Nine is the film’s major antagonist, but his entourage all make for very memorable villains (especially the wolf-like Chimera), both in terms of their more unique character designs and their powerful quirks. The film also develops them as actual characters and not just blind threats so there’s a level of empathy present to their mission. This leads to some very satisfying free-for-all action as many heroes take on these overpowered villains at once. The film continually finds unique combinations that show off as many quirks as possible in the most creative ways. It’s also impressive how effortlessly Heroes: Rising shifts its focus between characters throughout these very busy battles. There are constant obstacles that showcase the power of teamwork and that nearly anything can be accomplished when these heroes work together.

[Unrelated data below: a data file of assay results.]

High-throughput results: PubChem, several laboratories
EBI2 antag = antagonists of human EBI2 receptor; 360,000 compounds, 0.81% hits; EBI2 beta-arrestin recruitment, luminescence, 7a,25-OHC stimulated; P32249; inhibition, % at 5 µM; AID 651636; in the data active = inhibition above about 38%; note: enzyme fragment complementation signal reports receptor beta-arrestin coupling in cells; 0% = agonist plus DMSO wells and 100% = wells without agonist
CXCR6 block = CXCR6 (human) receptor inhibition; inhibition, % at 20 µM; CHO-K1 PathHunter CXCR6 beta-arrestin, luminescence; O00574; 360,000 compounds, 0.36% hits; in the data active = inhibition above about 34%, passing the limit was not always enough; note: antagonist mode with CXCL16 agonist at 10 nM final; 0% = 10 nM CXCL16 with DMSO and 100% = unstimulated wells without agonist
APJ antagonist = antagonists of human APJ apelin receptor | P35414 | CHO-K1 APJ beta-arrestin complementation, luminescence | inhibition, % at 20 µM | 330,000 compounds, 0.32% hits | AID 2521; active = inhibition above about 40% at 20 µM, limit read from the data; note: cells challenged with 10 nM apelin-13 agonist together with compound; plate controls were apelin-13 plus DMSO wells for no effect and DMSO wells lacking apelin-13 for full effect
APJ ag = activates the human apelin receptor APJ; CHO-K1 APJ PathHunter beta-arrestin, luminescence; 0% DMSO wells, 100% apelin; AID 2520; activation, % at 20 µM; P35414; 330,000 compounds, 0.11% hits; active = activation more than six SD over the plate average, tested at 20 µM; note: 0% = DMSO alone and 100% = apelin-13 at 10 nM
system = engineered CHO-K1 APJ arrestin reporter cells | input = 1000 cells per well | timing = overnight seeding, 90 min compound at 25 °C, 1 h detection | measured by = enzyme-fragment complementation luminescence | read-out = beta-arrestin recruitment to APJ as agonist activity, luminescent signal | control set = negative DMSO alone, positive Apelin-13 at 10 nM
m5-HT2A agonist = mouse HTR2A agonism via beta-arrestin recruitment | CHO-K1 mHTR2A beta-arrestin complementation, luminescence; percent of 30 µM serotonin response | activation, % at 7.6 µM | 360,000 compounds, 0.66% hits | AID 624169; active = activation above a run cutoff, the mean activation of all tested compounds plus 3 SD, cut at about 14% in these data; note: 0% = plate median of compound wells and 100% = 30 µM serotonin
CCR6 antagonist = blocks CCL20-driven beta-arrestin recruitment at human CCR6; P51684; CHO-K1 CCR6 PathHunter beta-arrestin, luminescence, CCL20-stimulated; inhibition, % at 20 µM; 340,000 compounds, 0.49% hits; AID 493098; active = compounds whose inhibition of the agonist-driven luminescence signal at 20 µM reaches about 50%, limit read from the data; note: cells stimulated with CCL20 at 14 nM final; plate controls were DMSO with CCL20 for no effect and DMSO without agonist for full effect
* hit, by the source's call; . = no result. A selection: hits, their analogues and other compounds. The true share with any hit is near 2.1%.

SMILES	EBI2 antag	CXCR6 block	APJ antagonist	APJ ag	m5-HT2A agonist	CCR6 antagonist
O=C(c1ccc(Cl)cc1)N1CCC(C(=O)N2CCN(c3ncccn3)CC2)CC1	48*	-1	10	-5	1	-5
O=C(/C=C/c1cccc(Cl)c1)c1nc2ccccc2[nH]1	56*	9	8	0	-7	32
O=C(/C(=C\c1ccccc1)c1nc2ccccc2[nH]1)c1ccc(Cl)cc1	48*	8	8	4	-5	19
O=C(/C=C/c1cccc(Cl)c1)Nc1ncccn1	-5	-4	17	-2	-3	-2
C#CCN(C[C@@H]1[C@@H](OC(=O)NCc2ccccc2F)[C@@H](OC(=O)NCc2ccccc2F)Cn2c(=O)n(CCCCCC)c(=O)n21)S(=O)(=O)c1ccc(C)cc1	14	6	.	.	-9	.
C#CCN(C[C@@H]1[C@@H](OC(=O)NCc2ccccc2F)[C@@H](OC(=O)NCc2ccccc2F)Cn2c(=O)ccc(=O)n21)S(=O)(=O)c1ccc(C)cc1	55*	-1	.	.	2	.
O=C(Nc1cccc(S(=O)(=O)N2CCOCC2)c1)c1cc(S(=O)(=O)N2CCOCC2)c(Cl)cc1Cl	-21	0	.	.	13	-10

Another major hurdle with films of this nature is that the villains have a tendency to not feel important since they can’t trump the major foes within the series. That is not at all an issue here and Heroes: Rising respectfully turns the film’s villain, Nine, into arguably the biggest threat that the series has ever looked at. Nine has an ambitious plan, but he operates with God-like abilities that actually make it seem plausible. It’s for these reason that Nine is such an intimidating threat and the severity of this villain is another one of Heroes: Rising’s greatest strengths. Johnny Yong Bosch gives a wonderful performance in the role.